As part of their Secret Wars mega-event, Marvel Comics will launch X-Tinction Agenda, the publisher tells ComicBook.com exclusively.
The series begins in June, and will be written by X-Men and Arrow scribe Marc Guggenheim with art by Carmine Di Giandomenico.
X-Tinction Agenda will take place under the Warzones! banner in a world where the status quo of the classic '90s X-Men event became the dominant future of the Marvel Universe, and picks up years later with Havok and Wolfsbane still running the nation of Genosha.
You can check out the official solicitation text directly below.
X-TINCTION AGENDA #1
Written by MARC GUGGENHEIM
Penciled by CARMINE DI GIANDOMENICO
Cover by DAVID NAKAYAMA
Ten years since the fall of Cameron Hodge and his fascist regime. Ten years that Havok and Wolfsbane have labored to rebuild Genosha. But their work may be for naught, as a plague has spread across their nation, infecting mutants and threatening their race with extinction. With the country quarantined and seemingly abandoned by the rest of the world, including the X-Men, old friends may become new enemies as Genosha’s rulers fight to save their people! Experience an alternate future fueled by the events of the landmark first X-Crossover of 1990, X-Tinction Agenda!
32 PGS./Rated T+ …$3.99
Since the original series featured the work of names like Chris Claremont, Louise Simonson, Jim Lee, Rob Liefeld, Jon Bogdanove and Marc Silvestri, picking up the story from there is quite a job for any creative team. Guggenheim joined ComicBook.com to talk about the series, its challenges and why he's so excited about Secret Wars.
It sounds like the story picks up not exactly in real time, but more or less as though time has continued on at the pace that Marvel time continues on since the event. Was that a directive or was that your idea?
I was given a lot of free reign in terms of what story to pitch. It started out with Marvel saying, "Are there any X-events that you would love to revisit?" I had this idea for essentially a sequel to X-Tinction Agenda.
There's a couple of different ways to approach this kind of project. You can kind of retell the event with a slightly different spin, you can pick up different threads from the event. I was sort of intrigued by something that felt like a sequel but at the same time, I also wanted to take advantage of the new status quo and the new opportunities presented by Battleworld.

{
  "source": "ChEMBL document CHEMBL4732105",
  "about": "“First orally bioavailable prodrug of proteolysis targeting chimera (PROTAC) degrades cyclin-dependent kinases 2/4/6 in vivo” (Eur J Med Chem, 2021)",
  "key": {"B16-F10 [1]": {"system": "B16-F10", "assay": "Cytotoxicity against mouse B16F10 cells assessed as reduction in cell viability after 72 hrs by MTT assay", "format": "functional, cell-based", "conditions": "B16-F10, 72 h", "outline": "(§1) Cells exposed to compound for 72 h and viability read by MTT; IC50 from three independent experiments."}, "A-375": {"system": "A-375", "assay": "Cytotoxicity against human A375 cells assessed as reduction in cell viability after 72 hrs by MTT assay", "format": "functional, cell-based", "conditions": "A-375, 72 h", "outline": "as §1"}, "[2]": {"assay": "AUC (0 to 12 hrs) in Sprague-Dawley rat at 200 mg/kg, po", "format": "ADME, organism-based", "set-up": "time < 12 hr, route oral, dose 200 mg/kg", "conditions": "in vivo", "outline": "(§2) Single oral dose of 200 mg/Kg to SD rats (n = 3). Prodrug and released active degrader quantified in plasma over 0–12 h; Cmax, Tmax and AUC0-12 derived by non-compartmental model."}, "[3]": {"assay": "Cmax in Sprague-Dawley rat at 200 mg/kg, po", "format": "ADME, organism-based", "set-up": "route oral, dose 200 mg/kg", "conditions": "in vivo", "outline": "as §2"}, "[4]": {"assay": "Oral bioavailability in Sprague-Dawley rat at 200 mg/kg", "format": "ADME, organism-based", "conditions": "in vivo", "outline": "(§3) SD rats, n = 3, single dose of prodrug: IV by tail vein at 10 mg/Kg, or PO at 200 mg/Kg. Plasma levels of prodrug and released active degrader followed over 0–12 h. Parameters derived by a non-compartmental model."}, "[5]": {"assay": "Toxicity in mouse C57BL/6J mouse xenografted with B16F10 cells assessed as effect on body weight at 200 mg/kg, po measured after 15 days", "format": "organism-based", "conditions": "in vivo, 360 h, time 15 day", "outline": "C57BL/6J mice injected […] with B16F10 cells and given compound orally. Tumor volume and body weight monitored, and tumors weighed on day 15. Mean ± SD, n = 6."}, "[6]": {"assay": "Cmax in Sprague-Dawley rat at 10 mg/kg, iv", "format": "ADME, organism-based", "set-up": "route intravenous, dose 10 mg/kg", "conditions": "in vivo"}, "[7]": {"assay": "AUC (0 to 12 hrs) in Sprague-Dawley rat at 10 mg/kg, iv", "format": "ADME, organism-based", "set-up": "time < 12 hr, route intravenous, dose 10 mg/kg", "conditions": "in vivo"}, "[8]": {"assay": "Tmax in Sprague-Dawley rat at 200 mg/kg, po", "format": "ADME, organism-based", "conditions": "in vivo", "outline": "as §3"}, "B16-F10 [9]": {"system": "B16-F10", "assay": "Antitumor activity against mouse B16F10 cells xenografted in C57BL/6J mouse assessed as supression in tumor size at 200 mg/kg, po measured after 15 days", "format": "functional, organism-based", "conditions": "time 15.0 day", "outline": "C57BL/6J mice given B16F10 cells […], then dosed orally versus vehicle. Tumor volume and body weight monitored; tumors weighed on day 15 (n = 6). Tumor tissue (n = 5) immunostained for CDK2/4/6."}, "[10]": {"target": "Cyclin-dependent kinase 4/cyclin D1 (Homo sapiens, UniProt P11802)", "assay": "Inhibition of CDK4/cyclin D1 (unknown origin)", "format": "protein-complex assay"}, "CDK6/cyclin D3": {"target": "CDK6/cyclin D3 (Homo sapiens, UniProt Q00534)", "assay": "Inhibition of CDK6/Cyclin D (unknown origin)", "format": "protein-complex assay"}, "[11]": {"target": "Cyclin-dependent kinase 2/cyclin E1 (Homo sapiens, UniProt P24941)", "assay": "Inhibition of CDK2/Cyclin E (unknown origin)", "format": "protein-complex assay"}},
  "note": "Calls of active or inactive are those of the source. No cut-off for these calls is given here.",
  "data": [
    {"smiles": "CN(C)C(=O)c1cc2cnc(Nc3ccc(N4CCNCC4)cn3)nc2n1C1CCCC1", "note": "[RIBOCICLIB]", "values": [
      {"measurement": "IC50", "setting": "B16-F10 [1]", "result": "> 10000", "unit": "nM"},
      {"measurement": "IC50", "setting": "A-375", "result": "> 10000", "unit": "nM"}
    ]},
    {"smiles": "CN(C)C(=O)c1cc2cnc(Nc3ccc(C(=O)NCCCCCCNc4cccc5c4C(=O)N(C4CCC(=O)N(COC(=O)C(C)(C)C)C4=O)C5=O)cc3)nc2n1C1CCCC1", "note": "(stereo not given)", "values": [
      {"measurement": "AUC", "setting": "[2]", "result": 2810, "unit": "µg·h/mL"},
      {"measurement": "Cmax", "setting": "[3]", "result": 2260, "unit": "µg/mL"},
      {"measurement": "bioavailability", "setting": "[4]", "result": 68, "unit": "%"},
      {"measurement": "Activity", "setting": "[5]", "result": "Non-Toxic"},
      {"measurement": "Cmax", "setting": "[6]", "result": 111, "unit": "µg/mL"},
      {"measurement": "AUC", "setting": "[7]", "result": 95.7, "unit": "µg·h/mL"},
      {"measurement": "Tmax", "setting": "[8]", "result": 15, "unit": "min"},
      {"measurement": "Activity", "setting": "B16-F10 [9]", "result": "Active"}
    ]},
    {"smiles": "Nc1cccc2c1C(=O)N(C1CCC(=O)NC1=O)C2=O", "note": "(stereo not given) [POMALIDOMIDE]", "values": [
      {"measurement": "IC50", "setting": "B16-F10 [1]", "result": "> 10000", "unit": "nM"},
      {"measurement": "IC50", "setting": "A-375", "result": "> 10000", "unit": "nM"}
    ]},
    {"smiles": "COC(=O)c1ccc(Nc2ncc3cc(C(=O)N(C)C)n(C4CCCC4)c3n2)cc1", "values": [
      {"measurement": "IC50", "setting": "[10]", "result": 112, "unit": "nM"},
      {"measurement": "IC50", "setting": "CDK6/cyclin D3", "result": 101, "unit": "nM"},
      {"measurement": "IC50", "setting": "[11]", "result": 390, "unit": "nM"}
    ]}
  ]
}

My X-Tinction Agenda is sort of this fun sequel that plays like a sequel on one level but plays into a different future for the X-Men than the one we're familiar with in the comics.
It sounds almost like doing this as a film sequel as opposed to the next episode of TV.
Yeah, a little bit. I think what's really fun about the whole Secret Wars concept is that in a very organic and not forced way, it allows all the writers and artists and all the readers to explore these concepts and look at them from different angles and in different ways. Secret Wars really feels like a love letter to the Marvel Universe and really a love letter to the history of Marvel Comics up to this point.
You know, it's funny. I've heard that exact thing about Convergence.
That's hysterical. And by the way, I'm not surprised. The original Secret Wars and Crisis on Infinite Earths has a fairly large overlap in terms of time between those two twelve-issue series. There's always been a certain zeitgeist-y parallel. So there's definitely parallels between Secret Wars and Convergence and I think it's an exciting time to be a comic book reader.
I hadn't read X-Tinction Agenda in years until I bought the trade to brush up for this conversation. I'd forgotten how Havok-centric it is. It sometimes seems like writers struggle with writing him beyond just being Cyclops' insecure brother, but you have him set up as essentially ruler of a country. Was it fun to get to push that character to a new level?